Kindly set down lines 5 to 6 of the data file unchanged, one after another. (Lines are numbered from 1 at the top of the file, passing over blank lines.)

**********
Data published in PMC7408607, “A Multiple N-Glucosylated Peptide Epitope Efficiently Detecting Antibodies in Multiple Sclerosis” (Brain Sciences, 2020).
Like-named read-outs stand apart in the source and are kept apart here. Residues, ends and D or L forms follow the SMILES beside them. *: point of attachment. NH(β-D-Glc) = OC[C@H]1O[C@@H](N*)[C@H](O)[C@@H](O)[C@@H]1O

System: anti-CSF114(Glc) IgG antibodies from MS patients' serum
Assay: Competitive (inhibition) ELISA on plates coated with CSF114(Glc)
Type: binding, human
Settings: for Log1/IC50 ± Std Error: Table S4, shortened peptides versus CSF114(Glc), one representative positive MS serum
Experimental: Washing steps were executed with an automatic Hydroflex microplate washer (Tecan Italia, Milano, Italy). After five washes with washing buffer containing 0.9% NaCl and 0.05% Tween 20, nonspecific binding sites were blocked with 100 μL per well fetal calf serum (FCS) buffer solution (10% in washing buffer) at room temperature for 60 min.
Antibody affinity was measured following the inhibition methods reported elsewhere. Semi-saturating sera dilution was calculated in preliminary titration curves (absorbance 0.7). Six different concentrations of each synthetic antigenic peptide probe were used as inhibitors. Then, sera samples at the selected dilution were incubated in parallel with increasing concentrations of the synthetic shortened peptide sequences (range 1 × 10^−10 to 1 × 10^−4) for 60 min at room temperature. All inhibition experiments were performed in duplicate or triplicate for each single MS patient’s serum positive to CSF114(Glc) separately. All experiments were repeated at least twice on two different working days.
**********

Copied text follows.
Type: binding, human
Settings: for Log1/IC50 ± Std Error: Table S4, shortened peptides versus CSF114(Glc), one representative positive MS serum